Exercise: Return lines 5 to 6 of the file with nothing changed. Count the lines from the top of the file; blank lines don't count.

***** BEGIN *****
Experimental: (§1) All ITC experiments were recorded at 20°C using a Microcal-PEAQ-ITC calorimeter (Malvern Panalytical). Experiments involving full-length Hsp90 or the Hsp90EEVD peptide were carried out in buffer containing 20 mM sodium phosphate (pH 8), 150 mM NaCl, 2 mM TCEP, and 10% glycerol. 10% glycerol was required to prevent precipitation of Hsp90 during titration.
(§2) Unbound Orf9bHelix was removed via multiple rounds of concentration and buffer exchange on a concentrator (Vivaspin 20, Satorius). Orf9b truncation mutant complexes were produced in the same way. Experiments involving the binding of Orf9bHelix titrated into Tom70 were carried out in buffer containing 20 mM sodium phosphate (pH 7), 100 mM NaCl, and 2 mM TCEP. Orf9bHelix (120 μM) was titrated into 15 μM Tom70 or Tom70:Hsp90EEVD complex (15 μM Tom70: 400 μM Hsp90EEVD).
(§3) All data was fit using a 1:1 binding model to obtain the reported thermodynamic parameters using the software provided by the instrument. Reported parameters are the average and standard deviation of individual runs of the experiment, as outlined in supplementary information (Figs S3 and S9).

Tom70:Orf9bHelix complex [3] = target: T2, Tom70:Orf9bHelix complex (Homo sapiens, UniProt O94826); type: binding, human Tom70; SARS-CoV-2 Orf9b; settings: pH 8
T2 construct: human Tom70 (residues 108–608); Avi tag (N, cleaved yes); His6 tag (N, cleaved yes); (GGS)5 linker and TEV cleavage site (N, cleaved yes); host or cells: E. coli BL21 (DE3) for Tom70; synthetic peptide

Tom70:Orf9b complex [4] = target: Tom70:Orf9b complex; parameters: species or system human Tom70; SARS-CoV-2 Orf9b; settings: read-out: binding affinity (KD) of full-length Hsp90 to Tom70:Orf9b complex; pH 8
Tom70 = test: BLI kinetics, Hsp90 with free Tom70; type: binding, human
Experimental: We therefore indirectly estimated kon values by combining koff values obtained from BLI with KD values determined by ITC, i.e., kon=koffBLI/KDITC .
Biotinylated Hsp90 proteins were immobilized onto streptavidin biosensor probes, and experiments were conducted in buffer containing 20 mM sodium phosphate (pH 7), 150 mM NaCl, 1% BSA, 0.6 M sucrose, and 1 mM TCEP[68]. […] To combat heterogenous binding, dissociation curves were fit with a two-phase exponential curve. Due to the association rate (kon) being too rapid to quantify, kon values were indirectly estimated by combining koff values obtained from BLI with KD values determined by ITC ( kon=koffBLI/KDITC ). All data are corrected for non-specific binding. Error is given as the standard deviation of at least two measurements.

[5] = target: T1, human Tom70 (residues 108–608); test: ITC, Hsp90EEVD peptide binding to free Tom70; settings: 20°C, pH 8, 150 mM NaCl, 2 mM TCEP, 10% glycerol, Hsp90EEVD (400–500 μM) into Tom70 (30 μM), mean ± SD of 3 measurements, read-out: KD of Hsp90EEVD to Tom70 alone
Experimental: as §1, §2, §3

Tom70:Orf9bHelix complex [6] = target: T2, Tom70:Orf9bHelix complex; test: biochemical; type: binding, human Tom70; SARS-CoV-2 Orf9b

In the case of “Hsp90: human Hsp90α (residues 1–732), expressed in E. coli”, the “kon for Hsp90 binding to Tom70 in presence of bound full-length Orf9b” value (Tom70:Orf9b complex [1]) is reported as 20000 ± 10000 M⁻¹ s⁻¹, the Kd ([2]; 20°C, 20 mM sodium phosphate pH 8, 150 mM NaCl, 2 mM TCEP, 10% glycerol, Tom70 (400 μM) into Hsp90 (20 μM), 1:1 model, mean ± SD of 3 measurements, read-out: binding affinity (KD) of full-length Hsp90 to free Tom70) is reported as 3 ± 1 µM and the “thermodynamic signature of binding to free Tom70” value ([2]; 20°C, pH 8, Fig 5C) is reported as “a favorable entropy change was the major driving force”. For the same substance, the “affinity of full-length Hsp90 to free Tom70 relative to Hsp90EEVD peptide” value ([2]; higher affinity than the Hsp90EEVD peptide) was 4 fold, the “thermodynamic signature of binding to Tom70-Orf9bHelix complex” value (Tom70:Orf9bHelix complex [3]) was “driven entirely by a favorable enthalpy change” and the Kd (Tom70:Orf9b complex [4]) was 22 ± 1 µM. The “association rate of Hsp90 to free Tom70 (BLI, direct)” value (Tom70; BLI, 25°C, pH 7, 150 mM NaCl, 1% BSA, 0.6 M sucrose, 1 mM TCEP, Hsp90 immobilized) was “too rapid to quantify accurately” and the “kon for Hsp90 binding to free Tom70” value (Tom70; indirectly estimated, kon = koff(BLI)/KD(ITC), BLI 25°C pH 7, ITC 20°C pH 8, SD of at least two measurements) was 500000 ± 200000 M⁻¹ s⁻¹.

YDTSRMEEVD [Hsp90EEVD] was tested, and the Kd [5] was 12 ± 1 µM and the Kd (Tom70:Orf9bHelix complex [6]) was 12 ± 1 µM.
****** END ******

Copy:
T2 construct: human Tom70 (residues 108–608); Avi tag (N, cleaved yes); His6 tag (N, cleaved yes); (GGS)5 linker and TEV cleavage site (N, cleaved yes); host or cells: E. coli BL21 (DE3) for Tom70; synthetic peptide

Tom70:Orf9b complex [4] = target: Tom70:Orf9b complex; parameters: species or system human Tom70; SARS-CoV-2 Orf9b; settings: read-out: binding affinity (KD) of full-length Hsp90 to Tom70:Orf9b complex; pH 8